Landon Liboiron is all about taking chances.
Which is why he landed in the New Mexico-filmed “Burning Bodhi” a few years ago.
It’s is also why he played Peter Rumancek in Netflix’s “Hemlock Grove.”
Now the actor is back at home with Netflix for the series “Frontier,” in which he plays Michael Smyth. The six-episode season is currently streaming.
“The world in this series is very interesting in the time and history,” he says. “We haven’t seen a lot in film and TV. There’s a thing I really like about Michael in the show. He’s not a brute in any sense. He has to use his creativeness to get his way. He’s sort of a con man for the good of his people.”
The series, now in its second season, follows Declan Harp, played by Jason Momoa – a part-Irish, part-Cree outlaw who is campaigning to breach the Hudson’s Bay Co.’s monopoly on the fur trade in Canada during the 18th century.
In the second season, the series expands with spectacular new views of the northern wilderness, and new players entering the ruthless game in the quest for power and wealth – pushing everyone to either embrace unknown alliances or arm themselves against them.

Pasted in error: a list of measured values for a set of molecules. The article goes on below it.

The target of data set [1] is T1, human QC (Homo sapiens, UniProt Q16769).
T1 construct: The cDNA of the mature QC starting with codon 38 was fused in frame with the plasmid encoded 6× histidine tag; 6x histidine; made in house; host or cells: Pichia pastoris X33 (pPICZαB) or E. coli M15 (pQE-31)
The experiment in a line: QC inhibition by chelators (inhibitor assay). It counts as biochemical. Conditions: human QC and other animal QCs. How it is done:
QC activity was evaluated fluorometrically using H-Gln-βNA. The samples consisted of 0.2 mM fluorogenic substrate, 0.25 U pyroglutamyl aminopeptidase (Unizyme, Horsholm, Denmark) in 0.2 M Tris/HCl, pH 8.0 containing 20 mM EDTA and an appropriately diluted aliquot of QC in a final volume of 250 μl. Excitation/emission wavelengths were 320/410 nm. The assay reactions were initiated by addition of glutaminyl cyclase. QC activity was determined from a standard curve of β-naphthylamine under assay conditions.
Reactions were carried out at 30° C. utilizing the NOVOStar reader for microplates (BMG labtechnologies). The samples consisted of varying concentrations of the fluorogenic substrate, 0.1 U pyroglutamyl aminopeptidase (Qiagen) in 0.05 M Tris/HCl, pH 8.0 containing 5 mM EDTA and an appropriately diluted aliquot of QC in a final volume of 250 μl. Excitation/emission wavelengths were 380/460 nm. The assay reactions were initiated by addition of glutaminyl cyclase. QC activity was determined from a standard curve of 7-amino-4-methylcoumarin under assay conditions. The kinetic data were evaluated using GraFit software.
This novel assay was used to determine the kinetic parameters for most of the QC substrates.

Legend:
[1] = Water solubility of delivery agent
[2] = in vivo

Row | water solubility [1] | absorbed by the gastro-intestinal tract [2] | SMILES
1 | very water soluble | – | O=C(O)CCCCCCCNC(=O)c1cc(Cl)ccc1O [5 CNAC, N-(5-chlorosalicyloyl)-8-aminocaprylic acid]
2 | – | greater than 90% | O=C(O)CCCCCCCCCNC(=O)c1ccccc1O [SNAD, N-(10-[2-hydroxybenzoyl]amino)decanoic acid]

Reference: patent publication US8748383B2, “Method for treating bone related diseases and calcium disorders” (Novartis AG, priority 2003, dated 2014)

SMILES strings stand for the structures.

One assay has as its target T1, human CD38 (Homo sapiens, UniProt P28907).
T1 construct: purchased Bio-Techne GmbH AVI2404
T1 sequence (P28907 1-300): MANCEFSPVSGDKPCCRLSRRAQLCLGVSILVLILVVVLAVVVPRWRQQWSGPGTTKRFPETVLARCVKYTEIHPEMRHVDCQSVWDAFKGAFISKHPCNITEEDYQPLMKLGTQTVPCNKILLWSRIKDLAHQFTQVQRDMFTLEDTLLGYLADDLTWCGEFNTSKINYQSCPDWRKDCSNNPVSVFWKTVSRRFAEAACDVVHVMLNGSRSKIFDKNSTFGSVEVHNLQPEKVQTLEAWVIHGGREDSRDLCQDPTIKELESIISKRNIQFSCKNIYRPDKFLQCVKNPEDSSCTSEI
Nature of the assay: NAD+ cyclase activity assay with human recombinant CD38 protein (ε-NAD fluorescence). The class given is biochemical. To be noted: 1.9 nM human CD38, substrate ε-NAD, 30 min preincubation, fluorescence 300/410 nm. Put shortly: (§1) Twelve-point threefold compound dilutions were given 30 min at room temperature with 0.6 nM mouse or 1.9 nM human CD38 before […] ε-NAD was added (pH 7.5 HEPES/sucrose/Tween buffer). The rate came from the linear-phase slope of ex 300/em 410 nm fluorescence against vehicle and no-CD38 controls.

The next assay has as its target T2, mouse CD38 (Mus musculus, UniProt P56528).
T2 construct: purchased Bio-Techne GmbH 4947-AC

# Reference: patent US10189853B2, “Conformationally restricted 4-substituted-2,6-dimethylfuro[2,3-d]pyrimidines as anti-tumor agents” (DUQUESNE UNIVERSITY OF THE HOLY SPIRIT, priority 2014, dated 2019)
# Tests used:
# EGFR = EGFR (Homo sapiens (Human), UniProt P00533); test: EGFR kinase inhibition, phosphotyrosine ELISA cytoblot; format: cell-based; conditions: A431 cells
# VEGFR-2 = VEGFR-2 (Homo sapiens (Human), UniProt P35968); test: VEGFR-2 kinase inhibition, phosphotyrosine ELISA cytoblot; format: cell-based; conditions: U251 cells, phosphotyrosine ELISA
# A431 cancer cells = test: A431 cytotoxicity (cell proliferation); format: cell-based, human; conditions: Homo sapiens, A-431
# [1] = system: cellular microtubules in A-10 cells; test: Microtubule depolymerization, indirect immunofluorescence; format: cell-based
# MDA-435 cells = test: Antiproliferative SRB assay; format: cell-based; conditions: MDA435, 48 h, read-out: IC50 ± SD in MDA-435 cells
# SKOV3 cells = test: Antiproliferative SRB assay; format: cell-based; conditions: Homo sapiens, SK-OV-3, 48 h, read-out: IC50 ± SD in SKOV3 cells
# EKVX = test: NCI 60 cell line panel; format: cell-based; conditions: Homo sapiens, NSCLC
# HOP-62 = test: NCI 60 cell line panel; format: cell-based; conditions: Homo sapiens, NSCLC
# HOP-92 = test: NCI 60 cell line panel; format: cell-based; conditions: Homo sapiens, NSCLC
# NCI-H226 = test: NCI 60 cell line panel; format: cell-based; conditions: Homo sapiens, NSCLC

Fort James is left in chaos after Michael Smyth, played by Liboiron; Sokanon, played by Jessica Matten; and Grace Emberly, played by Zoe Boyle, detonated a munitions magazine, leaving Declan Harp, played by Momoa, to slip through the hangman’s noose.
With Harp gone, the Black Wolf Co. is fractured and no one knows whether Harp survived … but Lord Bento, played by Alun Armstrong, is not taking any chances; he offers a dead-or-alive bounty for Harp, unleashing a threat to Harp and his allies.
Meanwhile, in the burgeoning city of Montreal, the power dynamic of the trade is in flux, as battle lines are drawn between Elizabeth Carruthers, played by Katie McGrath, and Samuel Grant, played by Shawn Doyle.
“Michael is reeling from the loss of Declen,” he says. “They aren’t sure what to do, and they decide to keep the company going and keeping the Black Wolf Co. strong.”
Liboiron says that filming in rigorous conditions for the series, he’s learned that he wouldn’t like to have lived during that time.
“I wouldn’t survive,” he says. “The beauty about my job is that I’m challenged to transform into a different character. Whether it is for ‘Frontier’ or when I played Dylan back in New Mexico on ‘Burning Bodhi,’ I’m always looking to challenge myself.”
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